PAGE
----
Don’t believe me? In a study by Lifeway in the US, 80 percent of those attending church at least once a month feel they have a responsibility to share their faith but 61 percent admitted they have not done so in the previous six months. Not once. So any success you have is going to be 100 percent over those who never shared the gospel. And when others look to you as an expert, you would be encouraged to do more.

When I was a teenager and a young Christian, I was told that God uses FAT Christians (Faithful, Available and Teachable). Maybe it was a way of encouraging young first-generation Christians to step out in faith. But I believed what I was told. So I ended up doing a lot of stuff that, had I known better, would probably not touch with a ten-foot pole. Things like song-leading.

Those who know me know I can’t sing. And I have not led singing for some 40 years (to the relief of many, I’m sure).

But here’s the thing: my lack (in every area, whether it was in counselling or speaking or leading) created in me a dependence. Christ’s words, “Without me you can do nothing”, were not simply a platitude I agreed with. I felt it in my very bones. And dependence led to desperate prayers. That was, for me, the greatest key to my own growth.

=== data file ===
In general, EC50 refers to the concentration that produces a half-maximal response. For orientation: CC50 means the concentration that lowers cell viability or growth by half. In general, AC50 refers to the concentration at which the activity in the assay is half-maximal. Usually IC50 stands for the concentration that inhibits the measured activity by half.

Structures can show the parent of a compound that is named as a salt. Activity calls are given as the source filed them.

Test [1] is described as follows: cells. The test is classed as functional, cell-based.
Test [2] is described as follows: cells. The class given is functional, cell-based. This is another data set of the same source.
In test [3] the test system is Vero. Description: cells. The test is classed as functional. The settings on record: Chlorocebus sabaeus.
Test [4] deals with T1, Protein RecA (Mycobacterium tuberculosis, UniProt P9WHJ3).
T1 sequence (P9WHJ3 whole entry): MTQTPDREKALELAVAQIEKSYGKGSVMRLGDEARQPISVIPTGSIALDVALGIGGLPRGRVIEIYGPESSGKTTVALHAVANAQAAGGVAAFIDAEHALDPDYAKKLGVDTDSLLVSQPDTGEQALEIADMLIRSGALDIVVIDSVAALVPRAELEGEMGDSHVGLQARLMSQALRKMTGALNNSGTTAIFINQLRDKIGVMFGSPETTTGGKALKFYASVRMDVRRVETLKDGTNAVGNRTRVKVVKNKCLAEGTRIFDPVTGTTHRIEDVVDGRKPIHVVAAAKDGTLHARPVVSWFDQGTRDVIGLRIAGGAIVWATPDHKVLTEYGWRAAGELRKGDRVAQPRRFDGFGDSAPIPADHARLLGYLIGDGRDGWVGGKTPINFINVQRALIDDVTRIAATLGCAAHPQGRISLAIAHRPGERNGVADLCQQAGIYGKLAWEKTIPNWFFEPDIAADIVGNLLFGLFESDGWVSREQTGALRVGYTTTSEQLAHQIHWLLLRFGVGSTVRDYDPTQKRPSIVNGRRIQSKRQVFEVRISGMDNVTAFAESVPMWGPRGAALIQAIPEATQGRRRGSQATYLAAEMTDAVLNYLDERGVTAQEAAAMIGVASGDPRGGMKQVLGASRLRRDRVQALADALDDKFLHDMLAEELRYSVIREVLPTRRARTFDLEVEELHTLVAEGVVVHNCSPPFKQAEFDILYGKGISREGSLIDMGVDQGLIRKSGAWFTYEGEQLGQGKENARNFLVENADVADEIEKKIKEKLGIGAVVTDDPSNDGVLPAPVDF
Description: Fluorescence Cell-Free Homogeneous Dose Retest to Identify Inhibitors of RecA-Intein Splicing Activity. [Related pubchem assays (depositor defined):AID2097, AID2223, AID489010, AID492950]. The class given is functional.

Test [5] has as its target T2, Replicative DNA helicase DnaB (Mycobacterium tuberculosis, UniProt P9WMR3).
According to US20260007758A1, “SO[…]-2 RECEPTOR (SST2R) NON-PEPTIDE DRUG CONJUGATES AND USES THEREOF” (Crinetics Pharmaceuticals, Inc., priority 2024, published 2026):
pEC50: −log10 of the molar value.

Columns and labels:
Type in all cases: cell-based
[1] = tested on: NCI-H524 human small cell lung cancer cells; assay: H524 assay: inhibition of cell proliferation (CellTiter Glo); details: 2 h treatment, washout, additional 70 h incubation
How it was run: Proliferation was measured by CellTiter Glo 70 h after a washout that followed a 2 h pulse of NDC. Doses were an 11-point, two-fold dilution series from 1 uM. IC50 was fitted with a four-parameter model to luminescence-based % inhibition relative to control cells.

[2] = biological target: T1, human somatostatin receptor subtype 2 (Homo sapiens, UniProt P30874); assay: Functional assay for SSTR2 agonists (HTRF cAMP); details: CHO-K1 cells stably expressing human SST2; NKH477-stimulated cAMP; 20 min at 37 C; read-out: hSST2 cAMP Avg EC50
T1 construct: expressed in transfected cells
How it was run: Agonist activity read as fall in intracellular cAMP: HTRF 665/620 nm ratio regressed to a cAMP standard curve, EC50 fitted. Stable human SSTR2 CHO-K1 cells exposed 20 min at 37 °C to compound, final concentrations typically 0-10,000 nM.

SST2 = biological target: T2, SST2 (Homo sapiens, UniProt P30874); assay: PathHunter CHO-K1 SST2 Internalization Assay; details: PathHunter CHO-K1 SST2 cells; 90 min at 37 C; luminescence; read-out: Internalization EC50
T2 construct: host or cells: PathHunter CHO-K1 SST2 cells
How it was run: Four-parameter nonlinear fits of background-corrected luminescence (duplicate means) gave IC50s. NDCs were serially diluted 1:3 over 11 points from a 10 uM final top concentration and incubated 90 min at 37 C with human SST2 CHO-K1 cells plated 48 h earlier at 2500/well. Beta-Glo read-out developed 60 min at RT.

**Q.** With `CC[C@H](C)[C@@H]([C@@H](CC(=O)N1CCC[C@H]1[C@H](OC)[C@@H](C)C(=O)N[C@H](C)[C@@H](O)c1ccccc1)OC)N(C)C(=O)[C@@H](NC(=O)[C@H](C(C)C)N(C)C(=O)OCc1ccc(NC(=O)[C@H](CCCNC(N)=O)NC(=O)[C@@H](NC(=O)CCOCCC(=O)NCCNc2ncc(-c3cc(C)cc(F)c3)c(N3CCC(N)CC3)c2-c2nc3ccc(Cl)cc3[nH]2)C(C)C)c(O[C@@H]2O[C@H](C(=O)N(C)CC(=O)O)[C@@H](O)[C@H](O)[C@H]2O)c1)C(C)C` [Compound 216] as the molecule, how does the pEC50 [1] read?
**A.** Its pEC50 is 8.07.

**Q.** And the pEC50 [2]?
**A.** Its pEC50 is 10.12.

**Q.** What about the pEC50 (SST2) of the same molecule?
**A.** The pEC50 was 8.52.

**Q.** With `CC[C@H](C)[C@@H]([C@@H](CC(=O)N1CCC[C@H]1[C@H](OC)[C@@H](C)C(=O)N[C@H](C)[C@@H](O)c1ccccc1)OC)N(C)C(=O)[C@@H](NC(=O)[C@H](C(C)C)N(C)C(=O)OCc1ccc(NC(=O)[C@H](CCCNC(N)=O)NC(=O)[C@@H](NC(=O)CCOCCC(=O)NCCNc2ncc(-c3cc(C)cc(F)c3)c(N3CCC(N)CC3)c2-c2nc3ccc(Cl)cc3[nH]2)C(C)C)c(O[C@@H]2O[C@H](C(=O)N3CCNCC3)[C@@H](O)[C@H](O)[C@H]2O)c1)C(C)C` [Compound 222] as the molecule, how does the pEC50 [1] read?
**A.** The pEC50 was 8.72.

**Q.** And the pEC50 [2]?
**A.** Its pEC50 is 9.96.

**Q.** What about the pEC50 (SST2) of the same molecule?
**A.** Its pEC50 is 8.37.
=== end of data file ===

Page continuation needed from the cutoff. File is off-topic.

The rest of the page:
Second, and this is not to knock spiritual gifts inventories, the only real way to know your gifts is to step out as God gives you opportunities and then see it affirmed (or not) by the Body. It’s by your fruitfulness in exercising those gifts that you will know your gifts. Remember the Sovereign God shapes the opportunities that would shape your giftings. The same Spirit who give gifts opens doors of ministries.

Third, there are things a Christian is to do regardless of gifting. We are to give; we are to pray; we are to share the good news that Jesus saves; we are to teach those God has given into our care; we are to do good especially to those who are of the household of faith. You don’t have to ask if you have the gift to do any of those things. Just do it.

And sometimes we are to stand in the gap until one more gifted than us comes along. The primary concern is not really me and my gift but the Body and its well-being.

That does not mean we must do everything that is out there. But it means we should be motivated by a real concern every time we see a lack in the Body that is not being filled. We should be asking God to thrust out labourers, as Jesus taught us, and maybe we will be the ones He thrusts out.

And there will be occasions you will do something you realise you are not meant to do. That’s ok. Now you know.

On the other hand you might find an area of great fruitfulness.

And, definitely, you will develop a lasting dependence on God.

If you act in love for God and your brothers and sisters, God Himself will empower and protect the work of your hands.

And that is a prophecy you can bank on.

Please visit Impact on Facebook and share with us how you discover your gifts and how God has blessed the body through your gifts. Ask us any questions you may have on spiritual gifts.